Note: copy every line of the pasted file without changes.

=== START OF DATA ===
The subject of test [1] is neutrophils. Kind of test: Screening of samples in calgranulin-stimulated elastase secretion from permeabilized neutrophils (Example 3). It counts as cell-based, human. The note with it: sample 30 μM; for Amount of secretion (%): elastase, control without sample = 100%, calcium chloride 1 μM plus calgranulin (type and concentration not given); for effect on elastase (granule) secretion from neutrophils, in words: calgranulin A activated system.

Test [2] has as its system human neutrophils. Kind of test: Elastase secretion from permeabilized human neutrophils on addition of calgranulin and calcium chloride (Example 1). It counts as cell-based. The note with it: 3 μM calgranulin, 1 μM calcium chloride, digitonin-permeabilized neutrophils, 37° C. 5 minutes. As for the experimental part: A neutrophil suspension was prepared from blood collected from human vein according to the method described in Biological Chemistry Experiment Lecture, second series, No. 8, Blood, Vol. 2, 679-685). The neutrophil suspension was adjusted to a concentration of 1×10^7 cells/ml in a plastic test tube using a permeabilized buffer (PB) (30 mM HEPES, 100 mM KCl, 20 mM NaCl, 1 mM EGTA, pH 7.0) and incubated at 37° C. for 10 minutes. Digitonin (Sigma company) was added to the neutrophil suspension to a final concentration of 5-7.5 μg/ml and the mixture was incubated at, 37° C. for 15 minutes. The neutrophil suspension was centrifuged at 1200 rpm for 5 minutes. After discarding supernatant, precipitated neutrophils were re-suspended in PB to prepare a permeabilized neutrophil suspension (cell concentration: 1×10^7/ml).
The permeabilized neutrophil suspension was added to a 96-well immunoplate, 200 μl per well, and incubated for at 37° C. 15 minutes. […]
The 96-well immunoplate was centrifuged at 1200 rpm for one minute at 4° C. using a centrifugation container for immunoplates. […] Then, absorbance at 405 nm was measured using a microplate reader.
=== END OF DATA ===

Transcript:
The subject of test [1] is neutrophils. Kind of test: Screening of samples in calgranulin-stimulated elastase secretion from permeabilized neutrophils (Example 3). It counts as cell-based, human. The note with it: sample 30 μM; for Amount of secretion (%): elastase, control without sample = 100%, calcium chloride 1 μM plus calgranulin (type and concentration not given); for effect on elastase (granule) secretion from neutrophils, in words: calgranulin A activated system.

Test [2] has as its system human neutrophils. Kind of test: Elastase secretion from permeabilized human neutrophils on addition of calgranulin and calcium chloride (Example 1). It counts as cell-based. The note with it: 3 μM calgranulin, 1 μM calcium chloride, digitonin-permeabilized neutrophils, 37° C. 5 minutes. As for the experimental part: A neutrophil suspension was prepared from blood collected from human vein according to the method described in Biological Chemistry Experiment Lecture, second series, No. 8, Blood, Vol. 2, 679-685). The neutrophil suspension was adjusted to a concentration of 1×10^7 cells/ml in a plastic test tube using a permeabilized buffer (PB) (30 mM HEPES, 100 mM KCl, 20 mM NaCl, 1 mM EGTA, pH 7.0) and incubated at 37° C. for 10 minutes. Digitonin (Sigma company) was added to the neutrophil suspension to a final concentration of 5-7.5 μg/ml and the mixture was incubated at, 37° C. for 15 minutes. The neutrophil suspension was centrifuged at 1200 rpm for 5 minutes. After discarding supernatant, precipitated neutrophils were re-suspended in PB to prepare a permeabilized neutrophil suspension (cell concentration: 1×10^7/ml).
The permeabilized neutrophil suspension was added to a 96-well immunoplate, 200 μl per well, and incubated for at 37° C. 15 minutes. […]
The 96-well immunoplate was centrifuged at 1200 rpm for one minute at 4° C. using a centrifugation container for immunoplates. […] Then, absorbance at 405 nm was measured using a microplate reader.